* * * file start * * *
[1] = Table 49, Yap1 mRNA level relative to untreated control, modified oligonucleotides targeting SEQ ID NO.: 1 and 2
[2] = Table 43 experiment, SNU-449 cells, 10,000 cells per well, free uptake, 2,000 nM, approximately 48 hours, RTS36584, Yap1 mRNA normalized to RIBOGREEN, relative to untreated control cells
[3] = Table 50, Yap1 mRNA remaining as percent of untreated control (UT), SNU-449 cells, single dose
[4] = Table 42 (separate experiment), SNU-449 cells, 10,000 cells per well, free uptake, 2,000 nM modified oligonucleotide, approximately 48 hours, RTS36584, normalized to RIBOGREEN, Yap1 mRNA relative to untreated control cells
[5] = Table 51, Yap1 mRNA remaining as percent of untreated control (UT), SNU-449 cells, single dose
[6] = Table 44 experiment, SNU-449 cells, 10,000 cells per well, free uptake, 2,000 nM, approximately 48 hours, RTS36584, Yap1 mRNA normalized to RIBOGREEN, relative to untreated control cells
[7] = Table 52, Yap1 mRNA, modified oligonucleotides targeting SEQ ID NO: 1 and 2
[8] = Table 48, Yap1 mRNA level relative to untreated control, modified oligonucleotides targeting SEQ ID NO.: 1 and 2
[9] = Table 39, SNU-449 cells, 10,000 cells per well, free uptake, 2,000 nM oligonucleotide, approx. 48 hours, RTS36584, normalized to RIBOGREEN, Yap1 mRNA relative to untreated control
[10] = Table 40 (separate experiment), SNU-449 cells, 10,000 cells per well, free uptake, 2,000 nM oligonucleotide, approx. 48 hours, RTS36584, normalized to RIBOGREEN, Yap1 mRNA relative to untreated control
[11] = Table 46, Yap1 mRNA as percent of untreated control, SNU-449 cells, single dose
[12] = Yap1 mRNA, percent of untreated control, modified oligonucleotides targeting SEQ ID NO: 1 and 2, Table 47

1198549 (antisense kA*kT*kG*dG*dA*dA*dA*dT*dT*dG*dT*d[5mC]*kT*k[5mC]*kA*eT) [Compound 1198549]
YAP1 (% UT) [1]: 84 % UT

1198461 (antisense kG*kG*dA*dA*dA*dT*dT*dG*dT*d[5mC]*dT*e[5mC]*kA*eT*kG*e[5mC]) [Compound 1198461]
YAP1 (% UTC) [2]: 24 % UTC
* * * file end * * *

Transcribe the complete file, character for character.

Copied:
[1] = Table 49, Yap1 mRNA level relative to untreated control, modified oligonucleotides targeting SEQ ID NO.: 1 and 2
[2] = Table 43 experiment, SNU-449 cells, 10,000 cells per well, free uptake, 2,000 nM, approximately 48 hours, RTS36584, Yap1 mRNA normalized to RIBOGREEN, relative to untreated control cells
[3] = Table 50, Yap1 mRNA remaining as percent of untreated control (UT), SNU-449 cells, single dose
[4] = Table 42 (separate experiment), SNU-449 cells, 10,000 cells per well, free uptake, 2,000 nM modified oligonucleotide, approximately 48 hours, RTS36584, normalized to RIBOGREEN, Yap1 mRNA relative to untreated control cells
[5] = Table 51, Yap1 mRNA remaining as percent of untreated control (UT), SNU-449 cells, single dose
[6] = Table 44 experiment, SNU-449 cells, 10,000 cells per well, free uptake, 2,000 nM, approximately 48 hours, RTS36584, Yap1 mRNA normalized to RIBOGREEN, relative to untreated control cells
[7] = Table 52, Yap1 mRNA, modified oligonucleotides targeting SEQ ID NO: 1 and 2
[8] = Table 48, Yap1 mRNA level relative to untreated control, modified oligonucleotides targeting SEQ ID NO.: 1 and 2
[9] = Table 39, SNU-449 cells, 10,000 cells per well, free uptake, 2,000 nM oligonucleotide, approx. 48 hours, RTS36584, normalized to RIBOGREEN, Yap1 mRNA relative to untreated control
[10] = Table 40 (separate experiment), SNU-449 cells, 10,000 cells per well, free uptake, 2,000 nM oligonucleotide, approx. 48 hours, RTS36584, normalized to RIBOGREEN, Yap1 mRNA relative to untreated control
[11] = Table 46, Yap1 mRNA as percent of untreated control, SNU-449 cells, single dose
[12] = Yap1 mRNA, percent of untreated control, modified oligonucleotides targeting SEQ ID NO: 1 and 2, Table 47

1198549 (antisense kA*kT*kG*dG*dA*dA*dA*dT*dT*dG*dT*d[5mC]*kT*k[5mC]*kA*eT) [Compound 1198549]
YAP1 (% UT) [1]: 84 % UT

1198461 (antisense kG*kG*dA*dA*dA*dT*dT*dG*dT*d[5mC]*dT*e[5mC]*kA*eT*kG*e[5mC]) [Compound 1198461]
YAP1 (% UTC) [2]: 24 % UTC